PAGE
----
The New York Senate on Wednesday approved a bill that would require public health insurance programs to cover medical marijuana expenses and specify that private insurers are allowed to do the same.
The bill, sponsored by Diane Savino (D), went through two committees before passing the Senate by a vote of 53 to 10, and it has now made its way to the Assembly, where it awaits action in the in the Ways and Means Committee.
SB S8837 would amend state public health and human services laws to remove one of the most significant barriers to patient access to medical cannabis: the direct cost of the drug.
It would achieve this by defining medical marijuana as a “prescription drug”, “covered drug” or “health care service” under the relevant codes, so that public health insurance providers , including Medicaid and workers’ compensation, would be mandated to provide coverage. For private and commercial insurers, however, cannabis coverage would be optional.
“For thousands of patients, medical marijuana is a safer and more effective medicine than other drugs, especially opioids,” says a rationale note attached to the bill. “While this can be prohibitively expensive for many patients, especially in the absence of insurance coverage, it can often be less expensive than what their insurance coverage pays for other medications.”
Responding to concerns from fellow lawmakers in attendance ahead of the vote about the potential costs of the legislation, Savino said “it’s time for New York State to lead the way on this issue.”
“Some states are going to have to force this issue,” she said. “I believe our state is the one that should lead the way on this.”
If the invoice is enacted, public health insurance programs that would be subject to the proposed policy change include Medicaid, Child Health Plus, Pharmaceutical Insurance Coverage for the Elderly (EPIC), Essential Plan programs, and Workers’ Compensation. work.
“Cost is the number one barrier to patient access to New York’s medical marijuana program. Medicaid, other public health plans, and commercial health insurance plans do not cover medical marijuana, requiring patients to pay out of pocket,” the rationale note continues. “Some patients start treatment only to stop because they cannot pay, while others turn to the black market. Efforts by registered organizations to offer discounts have helped, but are insufficient for many low-income patients. »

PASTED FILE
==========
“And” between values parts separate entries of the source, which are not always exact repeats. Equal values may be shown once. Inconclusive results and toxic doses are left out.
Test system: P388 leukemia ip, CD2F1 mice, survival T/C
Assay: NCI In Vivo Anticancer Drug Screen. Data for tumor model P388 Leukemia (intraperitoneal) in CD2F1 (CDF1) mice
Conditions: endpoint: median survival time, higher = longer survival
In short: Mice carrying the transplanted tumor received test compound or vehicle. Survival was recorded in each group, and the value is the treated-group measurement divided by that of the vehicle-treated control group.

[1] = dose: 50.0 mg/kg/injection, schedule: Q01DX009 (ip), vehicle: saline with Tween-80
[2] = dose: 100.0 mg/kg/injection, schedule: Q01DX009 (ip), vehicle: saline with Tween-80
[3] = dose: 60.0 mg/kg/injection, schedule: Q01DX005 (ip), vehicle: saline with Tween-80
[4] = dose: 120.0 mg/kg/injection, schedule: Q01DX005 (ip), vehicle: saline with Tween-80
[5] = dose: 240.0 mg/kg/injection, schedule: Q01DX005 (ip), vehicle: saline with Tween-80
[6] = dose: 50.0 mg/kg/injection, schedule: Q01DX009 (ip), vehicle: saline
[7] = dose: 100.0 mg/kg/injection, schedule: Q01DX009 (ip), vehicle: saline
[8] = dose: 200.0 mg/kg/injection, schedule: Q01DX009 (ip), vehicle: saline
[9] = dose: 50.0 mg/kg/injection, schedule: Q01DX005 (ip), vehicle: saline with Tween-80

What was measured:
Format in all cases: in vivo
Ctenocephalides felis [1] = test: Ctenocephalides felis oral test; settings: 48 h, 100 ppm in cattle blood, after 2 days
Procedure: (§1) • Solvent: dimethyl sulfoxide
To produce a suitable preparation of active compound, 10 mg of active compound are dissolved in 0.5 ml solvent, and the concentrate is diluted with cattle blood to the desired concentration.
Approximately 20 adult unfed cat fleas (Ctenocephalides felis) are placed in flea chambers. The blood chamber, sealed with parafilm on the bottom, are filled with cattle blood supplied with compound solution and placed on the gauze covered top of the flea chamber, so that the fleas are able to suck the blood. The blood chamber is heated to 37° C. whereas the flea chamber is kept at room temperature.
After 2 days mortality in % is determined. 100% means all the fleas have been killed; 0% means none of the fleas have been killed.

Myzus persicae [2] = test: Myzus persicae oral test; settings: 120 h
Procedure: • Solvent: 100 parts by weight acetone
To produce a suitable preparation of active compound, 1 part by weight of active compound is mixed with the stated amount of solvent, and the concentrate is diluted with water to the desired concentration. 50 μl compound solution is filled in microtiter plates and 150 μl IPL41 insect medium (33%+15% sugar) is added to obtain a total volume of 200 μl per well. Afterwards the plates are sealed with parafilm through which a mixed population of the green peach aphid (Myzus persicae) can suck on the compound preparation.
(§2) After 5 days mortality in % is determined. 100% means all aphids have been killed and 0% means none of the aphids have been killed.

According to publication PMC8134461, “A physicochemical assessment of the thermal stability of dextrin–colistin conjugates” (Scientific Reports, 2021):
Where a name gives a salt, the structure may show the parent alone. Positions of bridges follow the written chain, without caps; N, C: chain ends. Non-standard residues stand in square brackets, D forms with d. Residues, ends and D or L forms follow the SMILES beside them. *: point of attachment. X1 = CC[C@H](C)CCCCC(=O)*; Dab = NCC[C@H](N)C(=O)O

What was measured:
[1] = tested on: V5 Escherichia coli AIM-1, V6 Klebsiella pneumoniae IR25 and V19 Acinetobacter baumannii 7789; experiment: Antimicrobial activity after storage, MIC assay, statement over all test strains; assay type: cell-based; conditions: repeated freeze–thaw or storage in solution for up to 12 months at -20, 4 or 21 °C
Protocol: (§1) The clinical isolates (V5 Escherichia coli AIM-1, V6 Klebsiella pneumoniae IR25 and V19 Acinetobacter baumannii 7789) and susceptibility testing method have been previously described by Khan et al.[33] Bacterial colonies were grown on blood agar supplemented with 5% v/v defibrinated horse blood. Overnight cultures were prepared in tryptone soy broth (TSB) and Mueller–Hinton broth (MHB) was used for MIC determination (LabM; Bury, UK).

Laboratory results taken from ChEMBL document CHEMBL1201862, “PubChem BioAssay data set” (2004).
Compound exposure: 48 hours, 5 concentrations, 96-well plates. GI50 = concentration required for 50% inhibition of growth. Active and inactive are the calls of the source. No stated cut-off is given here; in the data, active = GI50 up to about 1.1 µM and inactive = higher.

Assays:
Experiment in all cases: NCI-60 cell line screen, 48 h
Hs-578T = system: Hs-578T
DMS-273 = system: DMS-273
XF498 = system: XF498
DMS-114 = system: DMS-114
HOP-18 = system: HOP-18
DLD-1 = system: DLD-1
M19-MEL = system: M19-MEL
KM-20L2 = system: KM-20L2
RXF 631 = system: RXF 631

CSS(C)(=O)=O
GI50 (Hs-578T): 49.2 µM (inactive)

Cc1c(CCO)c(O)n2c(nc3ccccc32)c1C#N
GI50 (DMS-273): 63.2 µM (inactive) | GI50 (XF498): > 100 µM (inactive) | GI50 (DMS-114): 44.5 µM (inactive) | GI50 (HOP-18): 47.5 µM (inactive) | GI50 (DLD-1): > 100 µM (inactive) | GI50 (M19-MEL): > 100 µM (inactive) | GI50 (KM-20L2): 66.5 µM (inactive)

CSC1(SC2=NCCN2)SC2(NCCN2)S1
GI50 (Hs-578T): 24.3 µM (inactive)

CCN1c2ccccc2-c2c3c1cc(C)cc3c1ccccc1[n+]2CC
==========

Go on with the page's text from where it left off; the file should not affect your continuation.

Although there “likely are no federal matching funds until the federal government changes its policies” for programs such as Medicaid and Child Health Plus, the memo states that “the Medicaid and Child New York’s Health Plus has always covered people and services for which we do not receive a federal match.
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Additionally, the legislation would allow the state health commissioner to certify medical marijuana dispensaries as Medicaid providers, as long as they only sell medical cannabis and no other drugs. .
A tax impact statement notes that there would be “substantial” cost savings if the bill were enacted “to the extent that medical marijuana replaces other prescription drugs.” And several studies have shown that many people have used cannabis as a substitute for a variety of prescription medications such as opioid painkillers.
If passed in the Assembly and signed by the Governor, the bill will come into effect from the following April. But for 2022, the normal legislative session is due to end on Thursday, meaning it will likely have to be reintroduced unless it is brought up in a special session.
Similar legislation was tabled in the Assembly in 2018, but it did not make it to committee.
Outside of New York, New Mexico’s largest marijuana company lobbied earlier this year for insurers to cover medical cannabis expenses, which it said was required by law, but until present, this effort has not affected a change in policy.
With regard to workers’ compensation, there have been various court cases in which employees have asked their employer to obtain compensation to cover the costs of medical cannabis for injuries they have suffered on the spot. . Two Minnesota cases on the issue have reached the U.S. Supreme Court, but the Justice Department asked judges to dismiss the case last month. Part of the department’s reasoning, however, was that it believed the matter would be best handled by the executive or legislative branches.
North Carolina Senate Approves Medical Marijuana Legalization Bill